BANGKOK - Thailand's junta chief apologised Thursday for suggesting tourists in bikinis could be more vulnerable to attack, comments which caused an international outcry following the brutal murder of two British holidaymakers.
Prayut Chan-O-Cha, who is also prime minister, on Wednesday drew condemnation after questioning the safety of female tourists in the kingdom in off-the-cuff comments to government officials.
"They think our country is beautiful and is safe so they can do whatever they want, they can wear bikinis and walk everywhere," Prayut - who is also prime minister - said.
But "can they be safe in bikinis... unless they are not beautiful?" The remarks came just two days after the battered bodies of British tourists David Miller, 24 and Hannah Witheridge, 23, were found on the southern resort island of Koh Tao.
In a rare public moment of contrition from the tough-talking army chief, Prayut said he did not mean to cause distress.
"I'm sorry that it hurt people," Prayut said at a hastily convened press conference in Bangkok.
"I didn't intend to insult or criticise anyone. I just warned that sometimes people have to be careful... today Thailand is safe except there are some bad guys - like anywhere in the world." Thailand's image as a tourist haven was battered by months of political protests that ended in May's army coup and has been further damaged by the murder of the Britons.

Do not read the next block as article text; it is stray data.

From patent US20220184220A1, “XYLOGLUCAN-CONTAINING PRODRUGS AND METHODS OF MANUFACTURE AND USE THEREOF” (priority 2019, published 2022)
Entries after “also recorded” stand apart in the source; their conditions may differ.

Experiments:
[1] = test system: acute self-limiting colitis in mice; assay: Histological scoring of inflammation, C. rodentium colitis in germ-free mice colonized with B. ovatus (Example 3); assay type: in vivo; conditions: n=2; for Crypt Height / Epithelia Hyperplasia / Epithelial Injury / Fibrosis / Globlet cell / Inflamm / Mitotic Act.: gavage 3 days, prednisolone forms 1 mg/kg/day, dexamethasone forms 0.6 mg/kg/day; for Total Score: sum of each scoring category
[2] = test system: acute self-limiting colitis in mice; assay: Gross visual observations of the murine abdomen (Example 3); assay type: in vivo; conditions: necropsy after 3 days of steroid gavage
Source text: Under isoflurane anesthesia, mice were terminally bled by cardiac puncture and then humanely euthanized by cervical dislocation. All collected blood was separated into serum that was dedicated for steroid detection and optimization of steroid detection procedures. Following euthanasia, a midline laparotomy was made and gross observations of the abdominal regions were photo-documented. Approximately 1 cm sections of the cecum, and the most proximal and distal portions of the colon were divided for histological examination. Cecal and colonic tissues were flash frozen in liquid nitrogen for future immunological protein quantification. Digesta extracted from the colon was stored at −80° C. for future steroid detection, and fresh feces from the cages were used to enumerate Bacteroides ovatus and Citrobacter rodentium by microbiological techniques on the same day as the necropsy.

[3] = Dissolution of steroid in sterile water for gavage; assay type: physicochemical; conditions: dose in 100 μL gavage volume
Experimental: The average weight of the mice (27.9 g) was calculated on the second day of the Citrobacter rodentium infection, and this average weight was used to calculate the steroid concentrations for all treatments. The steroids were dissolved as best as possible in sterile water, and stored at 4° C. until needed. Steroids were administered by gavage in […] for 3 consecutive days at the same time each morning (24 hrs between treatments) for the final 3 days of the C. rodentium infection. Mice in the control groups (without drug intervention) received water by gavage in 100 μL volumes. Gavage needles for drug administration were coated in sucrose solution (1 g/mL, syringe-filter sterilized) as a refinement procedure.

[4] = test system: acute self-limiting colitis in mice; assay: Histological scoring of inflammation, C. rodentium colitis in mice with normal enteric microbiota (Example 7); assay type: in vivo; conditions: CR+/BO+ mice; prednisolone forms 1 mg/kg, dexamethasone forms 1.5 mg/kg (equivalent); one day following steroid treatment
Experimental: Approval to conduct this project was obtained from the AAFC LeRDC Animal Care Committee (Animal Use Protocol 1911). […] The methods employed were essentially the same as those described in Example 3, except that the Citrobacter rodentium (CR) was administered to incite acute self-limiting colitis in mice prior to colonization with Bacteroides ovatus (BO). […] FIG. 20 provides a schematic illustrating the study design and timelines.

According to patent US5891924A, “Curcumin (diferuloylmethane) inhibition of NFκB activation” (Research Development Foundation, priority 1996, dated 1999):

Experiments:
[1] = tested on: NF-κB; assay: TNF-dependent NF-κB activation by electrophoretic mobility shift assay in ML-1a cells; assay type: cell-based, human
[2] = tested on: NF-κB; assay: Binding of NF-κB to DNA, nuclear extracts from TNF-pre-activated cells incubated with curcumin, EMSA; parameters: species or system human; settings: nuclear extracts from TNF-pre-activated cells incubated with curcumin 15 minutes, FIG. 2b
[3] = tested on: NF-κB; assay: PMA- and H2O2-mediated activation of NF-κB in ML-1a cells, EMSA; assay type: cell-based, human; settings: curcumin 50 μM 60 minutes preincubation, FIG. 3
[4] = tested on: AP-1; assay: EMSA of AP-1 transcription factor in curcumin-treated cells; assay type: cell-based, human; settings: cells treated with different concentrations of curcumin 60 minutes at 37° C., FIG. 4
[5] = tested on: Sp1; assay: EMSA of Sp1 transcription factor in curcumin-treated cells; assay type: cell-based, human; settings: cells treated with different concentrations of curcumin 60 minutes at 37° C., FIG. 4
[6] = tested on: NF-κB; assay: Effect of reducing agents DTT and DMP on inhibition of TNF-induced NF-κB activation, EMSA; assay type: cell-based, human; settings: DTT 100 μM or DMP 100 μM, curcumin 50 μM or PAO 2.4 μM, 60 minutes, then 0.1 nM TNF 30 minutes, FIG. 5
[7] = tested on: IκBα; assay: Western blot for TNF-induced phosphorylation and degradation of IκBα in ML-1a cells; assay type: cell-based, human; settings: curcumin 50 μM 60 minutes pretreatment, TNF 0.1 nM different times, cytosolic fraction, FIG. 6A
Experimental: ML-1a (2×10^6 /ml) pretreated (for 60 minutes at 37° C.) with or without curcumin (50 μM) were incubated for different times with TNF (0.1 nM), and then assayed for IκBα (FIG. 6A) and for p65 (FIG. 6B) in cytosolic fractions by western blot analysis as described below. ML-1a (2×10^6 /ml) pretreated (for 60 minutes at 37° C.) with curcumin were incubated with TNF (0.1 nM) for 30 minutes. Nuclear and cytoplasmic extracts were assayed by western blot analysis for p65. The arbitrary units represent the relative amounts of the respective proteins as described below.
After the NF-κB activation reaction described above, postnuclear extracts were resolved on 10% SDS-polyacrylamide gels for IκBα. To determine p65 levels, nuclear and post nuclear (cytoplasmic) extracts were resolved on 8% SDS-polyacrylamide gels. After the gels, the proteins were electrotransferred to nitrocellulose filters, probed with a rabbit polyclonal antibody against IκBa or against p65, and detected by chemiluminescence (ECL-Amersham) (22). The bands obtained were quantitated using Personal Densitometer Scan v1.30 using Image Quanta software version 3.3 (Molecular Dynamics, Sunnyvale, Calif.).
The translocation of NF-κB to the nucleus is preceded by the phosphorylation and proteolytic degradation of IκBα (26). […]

The incendiary words from Prayut, who seized power from the elected government in May, prompted the British Embassy in Bangkok to ask for a "clarification" raising its "concerns" over his remarks.
John Sifton, Asia Advocacy Director at Human Rights Watch, branded the comments 'demeaning'.
Speaking before Prayut issued an apology he said: "Prime Minister Prayut's off the cuff remark unfortunately implies that women victims of violent crimes are somehow responsible for the abuse they suffered because of what they were wearing.
"This sort of statement demeans women - and if that was not his intent, then he should issue a statement clarifying matters."